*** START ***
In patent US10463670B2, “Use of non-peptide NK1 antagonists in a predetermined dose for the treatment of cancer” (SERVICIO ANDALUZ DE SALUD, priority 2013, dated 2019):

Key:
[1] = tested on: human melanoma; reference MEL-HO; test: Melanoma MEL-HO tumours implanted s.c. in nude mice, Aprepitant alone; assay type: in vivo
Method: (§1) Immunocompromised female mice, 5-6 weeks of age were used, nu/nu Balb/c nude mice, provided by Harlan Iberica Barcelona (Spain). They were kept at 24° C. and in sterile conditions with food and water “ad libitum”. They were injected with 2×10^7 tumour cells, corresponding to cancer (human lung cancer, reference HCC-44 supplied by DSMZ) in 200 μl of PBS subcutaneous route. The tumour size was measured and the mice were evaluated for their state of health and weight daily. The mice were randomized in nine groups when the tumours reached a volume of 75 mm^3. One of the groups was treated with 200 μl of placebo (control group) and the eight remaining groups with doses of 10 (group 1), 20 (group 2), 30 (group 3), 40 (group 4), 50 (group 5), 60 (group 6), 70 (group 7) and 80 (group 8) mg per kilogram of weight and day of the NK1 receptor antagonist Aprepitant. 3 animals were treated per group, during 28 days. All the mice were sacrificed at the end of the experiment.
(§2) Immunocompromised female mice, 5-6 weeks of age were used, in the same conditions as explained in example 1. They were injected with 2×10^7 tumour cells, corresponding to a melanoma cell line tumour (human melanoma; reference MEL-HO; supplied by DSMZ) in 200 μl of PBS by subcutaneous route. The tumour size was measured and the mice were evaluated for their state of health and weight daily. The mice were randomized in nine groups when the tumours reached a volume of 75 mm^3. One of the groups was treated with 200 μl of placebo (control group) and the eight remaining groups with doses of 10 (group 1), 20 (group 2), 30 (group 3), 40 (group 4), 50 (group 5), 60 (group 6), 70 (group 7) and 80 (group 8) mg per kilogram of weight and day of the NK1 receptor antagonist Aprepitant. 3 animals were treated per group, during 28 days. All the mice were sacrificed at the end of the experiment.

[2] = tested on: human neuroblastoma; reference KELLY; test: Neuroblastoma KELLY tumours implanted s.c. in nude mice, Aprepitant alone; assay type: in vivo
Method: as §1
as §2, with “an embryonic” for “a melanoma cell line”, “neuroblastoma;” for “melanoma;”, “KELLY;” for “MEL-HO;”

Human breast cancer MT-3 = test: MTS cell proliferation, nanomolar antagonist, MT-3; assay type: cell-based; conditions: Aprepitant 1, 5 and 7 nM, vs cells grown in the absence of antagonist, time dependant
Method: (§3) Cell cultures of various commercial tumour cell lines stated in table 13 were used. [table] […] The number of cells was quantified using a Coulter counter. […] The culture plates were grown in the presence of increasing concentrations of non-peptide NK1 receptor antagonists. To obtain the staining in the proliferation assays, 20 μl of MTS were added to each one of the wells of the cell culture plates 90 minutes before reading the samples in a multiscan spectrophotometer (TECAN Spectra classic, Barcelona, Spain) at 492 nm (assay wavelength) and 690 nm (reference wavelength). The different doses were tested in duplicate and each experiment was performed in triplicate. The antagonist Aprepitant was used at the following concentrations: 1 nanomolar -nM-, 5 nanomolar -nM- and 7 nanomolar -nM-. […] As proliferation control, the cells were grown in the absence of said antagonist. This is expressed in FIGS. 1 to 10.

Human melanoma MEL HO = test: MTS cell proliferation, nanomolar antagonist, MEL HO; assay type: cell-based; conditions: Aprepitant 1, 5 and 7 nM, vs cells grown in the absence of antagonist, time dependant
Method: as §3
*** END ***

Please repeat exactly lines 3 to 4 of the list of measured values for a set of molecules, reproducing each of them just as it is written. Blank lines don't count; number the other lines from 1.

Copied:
[1] = tested on: human melanoma; reference MEL-HO; test: Melanoma MEL-HO tumours implanted s.c. in nude mice, Aprepitant alone; assay type: in vivo
Method: (§1) Immunocompromised female mice, 5-6 weeks of age were used, nu/nu Balb/c nude mice, provided by Harlan Iberica Barcelona (Spain). They were kept at 24° C. and in sterile conditions with food and water “ad libitum”. They were injected with 2×10^7 tumour cells, corresponding to cancer (human lung cancer, reference HCC-44 supplied by DSMZ) in 200 μl of PBS subcutaneous route. The tumour size was measured and the mice were evaluated for their state of health and weight daily. The mice were randomized in nine groups when the tumours reached a volume of 75 mm^3. One of the groups was treated with 200 μl of placebo (control group) and the eight remaining groups with doses of 10 (group 1), 20 (group 2), 30 (group 3), 40 (group 4), 50 (group 5), 60 (group 6), 70 (group 7) and 80 (group 8) mg per kilogram of weight and day of the NK1 receptor antagonist Aprepitant. 3 animals were treated per group, during 28 days. All the mice were sacrificed at the end of the experiment.